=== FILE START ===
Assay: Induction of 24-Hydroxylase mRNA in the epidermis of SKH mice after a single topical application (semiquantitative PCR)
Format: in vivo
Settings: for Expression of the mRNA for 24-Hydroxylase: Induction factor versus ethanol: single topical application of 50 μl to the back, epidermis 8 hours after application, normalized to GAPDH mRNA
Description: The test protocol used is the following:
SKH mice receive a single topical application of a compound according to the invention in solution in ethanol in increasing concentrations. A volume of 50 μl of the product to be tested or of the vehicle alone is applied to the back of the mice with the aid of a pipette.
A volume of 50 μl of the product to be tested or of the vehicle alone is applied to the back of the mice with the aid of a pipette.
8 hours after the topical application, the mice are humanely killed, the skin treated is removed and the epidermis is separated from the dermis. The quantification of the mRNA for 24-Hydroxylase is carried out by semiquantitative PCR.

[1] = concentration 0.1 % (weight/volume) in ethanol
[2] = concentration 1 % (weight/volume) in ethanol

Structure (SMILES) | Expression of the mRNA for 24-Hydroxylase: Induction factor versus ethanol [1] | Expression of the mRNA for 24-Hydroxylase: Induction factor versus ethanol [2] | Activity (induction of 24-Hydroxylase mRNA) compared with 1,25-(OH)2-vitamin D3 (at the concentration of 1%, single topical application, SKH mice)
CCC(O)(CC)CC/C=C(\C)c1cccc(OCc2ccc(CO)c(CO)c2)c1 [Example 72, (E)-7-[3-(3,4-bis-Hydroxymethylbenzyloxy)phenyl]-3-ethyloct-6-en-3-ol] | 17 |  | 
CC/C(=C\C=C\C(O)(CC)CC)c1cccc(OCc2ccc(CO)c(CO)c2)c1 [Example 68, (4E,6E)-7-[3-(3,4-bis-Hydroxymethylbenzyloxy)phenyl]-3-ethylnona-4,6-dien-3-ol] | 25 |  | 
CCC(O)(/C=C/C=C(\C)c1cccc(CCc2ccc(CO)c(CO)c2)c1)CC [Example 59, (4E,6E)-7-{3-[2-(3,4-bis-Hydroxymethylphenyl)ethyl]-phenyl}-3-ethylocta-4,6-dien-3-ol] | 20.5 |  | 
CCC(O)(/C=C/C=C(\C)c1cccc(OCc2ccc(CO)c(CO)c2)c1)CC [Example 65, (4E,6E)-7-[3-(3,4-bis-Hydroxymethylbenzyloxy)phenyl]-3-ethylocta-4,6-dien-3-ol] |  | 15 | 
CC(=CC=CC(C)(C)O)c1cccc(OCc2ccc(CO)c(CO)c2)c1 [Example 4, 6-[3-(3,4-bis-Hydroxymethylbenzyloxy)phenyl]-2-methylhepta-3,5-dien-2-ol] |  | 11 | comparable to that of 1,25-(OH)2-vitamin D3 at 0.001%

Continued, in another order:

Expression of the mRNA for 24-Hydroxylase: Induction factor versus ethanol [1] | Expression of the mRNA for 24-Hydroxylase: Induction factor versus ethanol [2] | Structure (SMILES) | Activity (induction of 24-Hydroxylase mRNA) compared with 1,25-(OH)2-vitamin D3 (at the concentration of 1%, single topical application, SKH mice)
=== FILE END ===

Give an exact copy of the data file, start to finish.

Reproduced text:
Assay: Induction of 24-Hydroxylase mRNA in the epidermis of SKH mice after a single topical application (semiquantitative PCR)
Format: in vivo
Settings: for Expression of the mRNA for 24-Hydroxylase: Induction factor versus ethanol: single topical application of 50 μl to the back, epidermis 8 hours after application, normalized to GAPDH mRNA
Description: The test protocol used is the following:
SKH mice receive a single topical application of a compound according to the invention in solution in ethanol in increasing concentrations. A volume of 50 μl of the product to be tested or of the vehicle alone is applied to the back of the mice with the aid of a pipette.
A volume of 50 μl of the product to be tested or of the vehicle alone is applied to the back of the mice with the aid of a pipette.
8 hours after the topical application, the mice are humanely killed, the skin treated is removed and the epidermis is separated from the dermis. The quantification of the mRNA for 24-Hydroxylase is carried out by semiquantitative PCR.

[1] = concentration 0.1 % (weight/volume) in ethanol
[2] = concentration 1 % (weight/volume) in ethanol

Structure (SMILES) | Expression of the mRNA for 24-Hydroxylase: Induction factor versus ethanol [1] | Expression of the mRNA for 24-Hydroxylase: Induction factor versus ethanol [2] | Activity (induction of 24-Hydroxylase mRNA) compared with 1,25-(OH)2-vitamin D3 (at the concentration of 1%, single topical application, SKH mice)
CCC(O)(CC)CC/C=C(\C)c1cccc(OCc2ccc(CO)c(CO)c2)c1 [Example 72, (E)-7-[3-(3,4-bis-Hydroxymethylbenzyloxy)phenyl]-3-ethyloct-6-en-3-ol] | 17 |  | 
CC/C(=C\C=C\C(O)(CC)CC)c1cccc(OCc2ccc(CO)c(CO)c2)c1 [Example 68, (4E,6E)-7-[3-(3,4-bis-Hydroxymethylbenzyloxy)phenyl]-3-ethylnona-4,6-dien-3-ol] | 25 |  | 
CCC(O)(/C=C/C=C(\C)c1cccc(CCc2ccc(CO)c(CO)c2)c1)CC [Example 59, (4E,6E)-7-{3-[2-(3,4-bis-Hydroxymethylphenyl)ethyl]-phenyl}-3-ethylocta-4,6-dien-3-ol] | 20.5 |  | 
CCC(O)(/C=C/C=C(\C)c1cccc(OCc2ccc(CO)c(CO)c2)c1)CC [Example 65, (4E,6E)-7-[3-(3,4-bis-Hydroxymethylbenzyloxy)phenyl]-3-ethylocta-4,6-dien-3-ol] |  | 15 | 
CC(=CC=CC(C)(C)O)c1cccc(OCc2ccc(CO)c(CO)c2)c1 [Example 4, 6-[3-(3,4-bis-Hydroxymethylbenzyloxy)phenyl]-2-methylhepta-3,5-dien-2-ol] |  | 11 | comparable to that of 1,25-(OH)2-vitamin D3 at 0.001%

Continued, in another order:

Expression of the mRNA for 24-Hydroxylase: Induction factor versus ethanol [1] | Expression of the mRNA for 24-Hydroxylase: Induction factor versus ethanol [2] | Structure (SMILES) | Activity (induction of 24-Hydroxylase mRNA) compared with 1,25-(OH)2-vitamin D3 (at the concentration of 1%, single topical application, SKH mice)